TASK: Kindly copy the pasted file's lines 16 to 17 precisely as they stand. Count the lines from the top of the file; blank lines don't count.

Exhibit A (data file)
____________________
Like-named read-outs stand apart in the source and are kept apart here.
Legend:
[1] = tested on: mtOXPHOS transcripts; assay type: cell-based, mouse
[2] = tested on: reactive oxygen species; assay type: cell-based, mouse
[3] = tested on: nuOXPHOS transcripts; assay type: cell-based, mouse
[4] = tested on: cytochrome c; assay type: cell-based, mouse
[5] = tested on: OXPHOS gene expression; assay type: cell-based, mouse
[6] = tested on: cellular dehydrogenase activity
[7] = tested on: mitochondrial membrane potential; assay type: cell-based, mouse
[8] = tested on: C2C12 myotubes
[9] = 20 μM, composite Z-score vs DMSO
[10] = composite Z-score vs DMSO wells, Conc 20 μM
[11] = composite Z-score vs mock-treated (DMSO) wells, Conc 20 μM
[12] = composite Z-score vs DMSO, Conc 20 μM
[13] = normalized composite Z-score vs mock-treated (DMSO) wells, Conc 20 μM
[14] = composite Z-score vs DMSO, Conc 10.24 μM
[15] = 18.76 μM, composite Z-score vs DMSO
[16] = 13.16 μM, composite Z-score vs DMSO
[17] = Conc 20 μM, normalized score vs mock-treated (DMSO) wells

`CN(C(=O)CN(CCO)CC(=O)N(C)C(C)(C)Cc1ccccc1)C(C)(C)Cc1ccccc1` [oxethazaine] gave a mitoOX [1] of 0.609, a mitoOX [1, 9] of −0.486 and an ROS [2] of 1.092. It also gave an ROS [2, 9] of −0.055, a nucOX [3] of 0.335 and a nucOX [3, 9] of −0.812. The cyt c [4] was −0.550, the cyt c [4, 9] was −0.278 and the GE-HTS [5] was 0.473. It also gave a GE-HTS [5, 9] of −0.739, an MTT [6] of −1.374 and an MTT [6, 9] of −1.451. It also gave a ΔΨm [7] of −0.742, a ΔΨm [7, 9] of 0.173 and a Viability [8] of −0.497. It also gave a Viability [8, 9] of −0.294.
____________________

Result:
[14] = composite Z-score vs DMSO, Conc 10.24 μM
[15] = 18.76 μM, composite Z-score vs DMSO